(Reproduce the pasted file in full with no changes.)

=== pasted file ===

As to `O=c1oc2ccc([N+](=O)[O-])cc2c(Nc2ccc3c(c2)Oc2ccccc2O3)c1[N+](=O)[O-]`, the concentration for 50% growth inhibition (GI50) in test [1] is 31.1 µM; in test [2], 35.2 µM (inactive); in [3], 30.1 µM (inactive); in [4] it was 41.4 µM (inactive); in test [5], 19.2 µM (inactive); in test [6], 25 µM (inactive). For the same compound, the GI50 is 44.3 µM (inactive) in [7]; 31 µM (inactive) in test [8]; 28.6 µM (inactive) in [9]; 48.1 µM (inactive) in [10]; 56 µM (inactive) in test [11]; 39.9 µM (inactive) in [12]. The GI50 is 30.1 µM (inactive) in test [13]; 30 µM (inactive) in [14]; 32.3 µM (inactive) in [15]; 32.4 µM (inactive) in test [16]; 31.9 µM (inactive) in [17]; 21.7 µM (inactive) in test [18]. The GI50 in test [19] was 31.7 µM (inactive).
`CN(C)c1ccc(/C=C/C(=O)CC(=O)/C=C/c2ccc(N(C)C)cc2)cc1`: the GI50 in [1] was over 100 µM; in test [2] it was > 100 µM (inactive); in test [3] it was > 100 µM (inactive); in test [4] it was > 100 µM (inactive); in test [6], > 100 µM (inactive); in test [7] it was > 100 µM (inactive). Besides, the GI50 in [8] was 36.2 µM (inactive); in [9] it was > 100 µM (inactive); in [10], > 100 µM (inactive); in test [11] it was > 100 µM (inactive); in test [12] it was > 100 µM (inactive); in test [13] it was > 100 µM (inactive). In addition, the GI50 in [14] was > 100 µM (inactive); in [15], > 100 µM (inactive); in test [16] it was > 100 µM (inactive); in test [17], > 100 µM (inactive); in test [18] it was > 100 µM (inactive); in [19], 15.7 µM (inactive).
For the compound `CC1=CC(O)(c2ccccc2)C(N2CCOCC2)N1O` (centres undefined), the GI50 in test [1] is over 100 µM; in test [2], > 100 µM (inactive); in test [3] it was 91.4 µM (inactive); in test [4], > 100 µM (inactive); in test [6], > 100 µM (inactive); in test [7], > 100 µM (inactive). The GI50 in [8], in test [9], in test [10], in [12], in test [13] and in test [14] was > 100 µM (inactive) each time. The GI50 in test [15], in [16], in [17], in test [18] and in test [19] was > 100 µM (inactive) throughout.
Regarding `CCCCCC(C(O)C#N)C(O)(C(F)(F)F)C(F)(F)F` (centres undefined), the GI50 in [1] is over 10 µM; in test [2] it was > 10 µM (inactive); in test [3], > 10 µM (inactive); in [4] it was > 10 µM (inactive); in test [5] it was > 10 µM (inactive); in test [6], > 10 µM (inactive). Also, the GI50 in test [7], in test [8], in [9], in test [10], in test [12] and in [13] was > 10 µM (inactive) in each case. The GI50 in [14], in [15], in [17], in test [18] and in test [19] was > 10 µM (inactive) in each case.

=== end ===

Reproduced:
As to `O=c1oc2ccc([N+](=O)[O-])cc2c(Nc2ccc3c(c2)Oc2ccccc2O3)c1[N+](=O)[O-]`, the concentration for 50% growth inhibition (GI50) in test [1] is 31.1 µM; in test [2], 35.2 µM (inactive); in [3], 30.1 µM (inactive); in [4] it was 41.4 µM (inactive); in test [5], 19.2 µM (inactive); in test [6], 25 µM (inactive). For the same compound, the GI50 is 44.3 µM (inactive) in [7]; 31 µM (inactive) in test [8]; 28.6 µM (inactive) in [9]; 48.1 µM (inactive) in [10]; 56 µM (inactive) in test [11]; 39.9 µM (inactive) in [12]. The GI50 is 30.1 µM (inactive) in test [13]; 30 µM (inactive) in [14]; 32.3 µM (inactive) in [15]; 32.4 µM (inactive) in test [16]; 31.9 µM (inactive) in [17]; 21.7 µM (inactive) in test [18]. The GI50 in test [19] was 31.7 µM (inactive).
`CN(C)c1ccc(/C=C/C(=O)CC(=O)/C=C/c2ccc(N(C)C)cc2)cc1`: the GI50 in [1] was over 100 µM; in test [2] it was > 100 µM (inactive); in test [3] it was > 100 µM (inactive); in test [4] it was > 100 µM (inactive); in test [6], > 100 µM (inactive); in test [7] it was > 100 µM (inactive). Besides, the GI50 in [8] was 36.2 µM (inactive); in [9] it was > 100 µM (inactive); in [10], > 100 µM (inactive); in test [11] it was > 100 µM (inactive); in test [12] it was > 100 µM (inactive); in test [13] it was > 100 µM (inactive). In addition, the GI50 in [14] was > 100 µM (inactive); in [15], > 100 µM (inactive); in test [16] it was > 100 µM (inactive); in test [17], > 100 µM (inactive); in test [18] it was > 100 µM (inactive); in [19], 15.7 µM (inactive).
For the compound `CC1=CC(O)(c2ccccc2)C(N2CCOCC2)N1O` (centres undefined), the GI50 in test [1] is over 100 µM; in test [2], > 100 µM (inactive); in test [3] it was 91.4 µM (inactive); in test [4], > 100 µM (inactive); in test [6], > 100 µM (inactive); in test [7], > 100 µM (inactive). The GI50 in [8], in test [9], in test [10], in [12], in test [13] and in test [14] was > 100 µM (inactive) each time. The GI50 in test [15], in [16], in [17], in test [18] and in test [19] was > 100 µM (inactive) throughout.
Regarding `CCCCCC(C(O)C#N)C(O)(C(F)(F)F)C(F)(F)F` (centres undefined), the GI50 in [1] is over 10 µM; in test [2] it was > 10 µM (inactive); in test [3], > 10 µM (inactive); in [4] it was > 10 µM (inactive); in test [5] it was > 10 µM (inactive); in test [6], > 10 µM (inactive). Also, the GI50 in test [7], in test [8], in [9], in test [10], in test [12] and in [13] was > 10 µM (inactive) in each case. The GI50 in [14], in [15], in [17], in test [18] and in test [19] was > 10 µM (inactive) in each case.